There was a time when the words, “non-dairy ice cream” would have elicited nothing but odd looks, but today it is the norm. Discover the alternatives to diary ice cream and what makes for the best scoop.
By Edward Lee
Shutterstock: Lisovskaya Natalia
There was a time not too long ago when the words, “non-dairy ice cream” would have elicited nothing but odd looks and accusations of being oxymoronic. But we are in a new age now, in which a wide variety of formerly obscure dietary restrictions are influencing the market. Food companies, both big and small, have started producing more products that cater to people who adhere to kosher, dairy-free, gluten-free and vegan guidelines.
Dairy-free dessert enthusiasts, for example, can now celebrate the fact that there is an ever-increasing selection of frozen sweet treats available that are safe for those who cannot eat dairy products.
Because many who avoid dairy did not necessarily grow up doing so, seeing the non-dairy section of your grocery’s store ice cream aisle grow is sweet relief. If you miss the creamy treat you enjoyed as a child and long to taste it again, these options will probably not be a perfect match, but they will fulfill your craving in many ways. Keep in mind that you may not love the first one that you try, so you may have to do some taste testing to find a milk-substitute, flavor and brand that you like best.
As soy milk is one of the most popular alternatives to cow’s milk, it’s no surprise that soy-based ice cream is a popular choice and often considered the granddaddy of non-dairy ice creams. If you like soy milk, this is a good choice as there can be a noticeable soy taste. Some companies overcompensate for this by making their flavors too intense or sweet, but major brands continue to refine and perfect formulas that have a pleasant mouth feel and taste.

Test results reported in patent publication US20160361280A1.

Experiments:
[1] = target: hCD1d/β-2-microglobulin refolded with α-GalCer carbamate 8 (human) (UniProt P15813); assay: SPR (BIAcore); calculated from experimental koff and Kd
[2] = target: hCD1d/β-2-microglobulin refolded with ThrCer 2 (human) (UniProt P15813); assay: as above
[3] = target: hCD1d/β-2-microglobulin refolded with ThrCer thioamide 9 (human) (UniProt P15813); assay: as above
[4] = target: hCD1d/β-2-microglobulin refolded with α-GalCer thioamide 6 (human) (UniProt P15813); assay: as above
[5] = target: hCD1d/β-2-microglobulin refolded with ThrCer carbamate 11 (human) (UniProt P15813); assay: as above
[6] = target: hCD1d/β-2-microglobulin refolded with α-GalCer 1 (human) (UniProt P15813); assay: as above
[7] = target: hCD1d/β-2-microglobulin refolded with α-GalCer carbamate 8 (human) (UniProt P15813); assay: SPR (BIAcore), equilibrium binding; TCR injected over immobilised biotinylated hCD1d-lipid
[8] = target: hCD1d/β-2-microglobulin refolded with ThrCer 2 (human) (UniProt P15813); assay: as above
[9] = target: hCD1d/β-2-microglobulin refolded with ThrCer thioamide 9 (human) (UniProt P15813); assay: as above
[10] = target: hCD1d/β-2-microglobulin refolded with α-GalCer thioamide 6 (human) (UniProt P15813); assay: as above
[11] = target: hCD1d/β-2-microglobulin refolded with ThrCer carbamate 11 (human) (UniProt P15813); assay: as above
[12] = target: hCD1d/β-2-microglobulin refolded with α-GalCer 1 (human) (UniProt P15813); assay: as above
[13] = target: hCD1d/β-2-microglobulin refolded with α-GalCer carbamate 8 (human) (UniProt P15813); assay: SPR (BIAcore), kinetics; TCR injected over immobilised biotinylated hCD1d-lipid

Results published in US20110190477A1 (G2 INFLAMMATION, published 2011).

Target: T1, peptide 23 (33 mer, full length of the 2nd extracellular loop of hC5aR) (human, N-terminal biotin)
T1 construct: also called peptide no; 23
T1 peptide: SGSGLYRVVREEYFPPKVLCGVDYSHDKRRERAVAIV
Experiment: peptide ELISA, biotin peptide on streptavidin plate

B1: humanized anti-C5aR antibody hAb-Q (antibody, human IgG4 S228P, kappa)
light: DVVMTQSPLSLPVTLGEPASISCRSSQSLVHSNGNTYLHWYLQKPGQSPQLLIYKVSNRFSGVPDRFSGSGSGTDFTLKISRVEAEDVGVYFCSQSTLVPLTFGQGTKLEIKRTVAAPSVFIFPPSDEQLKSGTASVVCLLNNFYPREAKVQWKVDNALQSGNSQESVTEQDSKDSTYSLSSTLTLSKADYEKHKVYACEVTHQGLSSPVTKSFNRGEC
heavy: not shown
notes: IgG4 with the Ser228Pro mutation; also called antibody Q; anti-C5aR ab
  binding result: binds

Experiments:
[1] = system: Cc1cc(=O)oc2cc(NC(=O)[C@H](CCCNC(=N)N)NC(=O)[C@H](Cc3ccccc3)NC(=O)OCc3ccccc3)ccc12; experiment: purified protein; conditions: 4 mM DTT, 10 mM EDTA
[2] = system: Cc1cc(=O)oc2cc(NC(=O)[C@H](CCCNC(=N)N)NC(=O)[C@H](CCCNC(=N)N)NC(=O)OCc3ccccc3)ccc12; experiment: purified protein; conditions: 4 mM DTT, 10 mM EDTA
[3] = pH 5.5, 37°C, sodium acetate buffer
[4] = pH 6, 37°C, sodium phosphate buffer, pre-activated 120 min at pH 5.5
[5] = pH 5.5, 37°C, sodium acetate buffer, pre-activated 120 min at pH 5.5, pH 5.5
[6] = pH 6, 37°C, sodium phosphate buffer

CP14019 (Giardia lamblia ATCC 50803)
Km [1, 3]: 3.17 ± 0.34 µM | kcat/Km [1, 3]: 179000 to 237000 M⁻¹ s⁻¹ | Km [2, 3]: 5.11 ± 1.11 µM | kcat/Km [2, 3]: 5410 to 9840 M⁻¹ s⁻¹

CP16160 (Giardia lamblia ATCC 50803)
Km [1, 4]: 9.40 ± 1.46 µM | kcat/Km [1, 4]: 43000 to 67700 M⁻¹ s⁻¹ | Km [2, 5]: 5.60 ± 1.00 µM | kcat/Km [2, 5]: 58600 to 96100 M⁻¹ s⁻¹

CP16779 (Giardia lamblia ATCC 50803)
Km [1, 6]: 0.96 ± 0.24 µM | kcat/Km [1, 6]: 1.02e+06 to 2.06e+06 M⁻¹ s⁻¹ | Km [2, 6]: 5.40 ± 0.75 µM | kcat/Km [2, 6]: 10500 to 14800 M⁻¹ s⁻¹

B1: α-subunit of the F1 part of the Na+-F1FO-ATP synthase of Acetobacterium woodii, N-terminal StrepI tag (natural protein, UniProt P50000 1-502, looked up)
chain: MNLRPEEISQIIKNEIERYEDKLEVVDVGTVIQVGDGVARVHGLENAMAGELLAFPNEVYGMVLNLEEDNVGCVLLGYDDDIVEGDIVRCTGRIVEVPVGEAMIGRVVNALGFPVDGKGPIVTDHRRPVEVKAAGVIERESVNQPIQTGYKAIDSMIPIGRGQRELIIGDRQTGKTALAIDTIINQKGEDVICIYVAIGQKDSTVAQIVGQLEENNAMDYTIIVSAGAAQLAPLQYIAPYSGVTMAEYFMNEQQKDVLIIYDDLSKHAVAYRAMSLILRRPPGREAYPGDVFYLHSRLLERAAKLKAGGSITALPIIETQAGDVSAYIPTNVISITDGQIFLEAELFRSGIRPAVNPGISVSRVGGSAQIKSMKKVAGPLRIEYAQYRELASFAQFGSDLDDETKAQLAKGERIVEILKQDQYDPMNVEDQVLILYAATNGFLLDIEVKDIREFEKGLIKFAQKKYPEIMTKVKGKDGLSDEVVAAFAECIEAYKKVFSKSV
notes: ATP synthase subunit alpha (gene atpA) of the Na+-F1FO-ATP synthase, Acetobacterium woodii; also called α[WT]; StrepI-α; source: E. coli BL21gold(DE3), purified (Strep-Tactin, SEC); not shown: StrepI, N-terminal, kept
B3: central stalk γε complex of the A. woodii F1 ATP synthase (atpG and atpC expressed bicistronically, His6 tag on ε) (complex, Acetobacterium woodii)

Since coconut oil solidifies at lower temperatures than the other milk alternatives on this list, many say that this treat has a thick and creamy mouth feel that most closely mimics the real deal. However, because the base has its own distinctive flavor, this option may not be for you if you’re averse to the taste of coconut. Some coconut milk ice cream makers address this issue by amping up the featured flavors so that the coconut taste doesn’t come across as strongly.
Some manufacturers are making frozen desserts that use nuts as a substitute for the milk base. Common varieties include almonds, cashews, Brazil nuts and macadamia nuts. The advantages are that nuts create very smooth and creamy butters and milks, and their taste tends not to overpower the flavor of the ice cream. Almond milk ice creams are the most common and, according to many, the most similar to traditional ice cream.
If you’re not very familiar with the non-dairy ice cream options out there, you might be surprised to find out that a hemp ice cream even exists. Hippie jokes aside, this is a viable alternative – hemp seeds produce a compound that’s similar to gelatin, which becomes thicker when chilled. Furthermore, the flavor is quite neutral, so it won’t detract from the overall taste the way that some feel that coconut or soy does. On the downside though, the consistency can be a bit grainy, so some brands add coconut or avocado as an additional fat source.
If none of these milk substitutes sufficiently convince your palate, you can always go back to the old standby of fruit sorbets and sherbets, which don’t rely on any type of animal product for their smooth deliciousness. Nearly all varieties and brands of sorbet are entirely vegan, but you should still check the label to be absolutely certain.
Many who stay faithful to special diets are happy with the great choices that safely fit within the restrictions, but ice cream is one thing that people tend to miss when their diets exclude it. The good news is that as more people choose to follow vegan, kosher and dairy-free diets, either by choice or necessity, there are more and more truly mouth-watering options out there that don’t make you feel deprived of the things you love.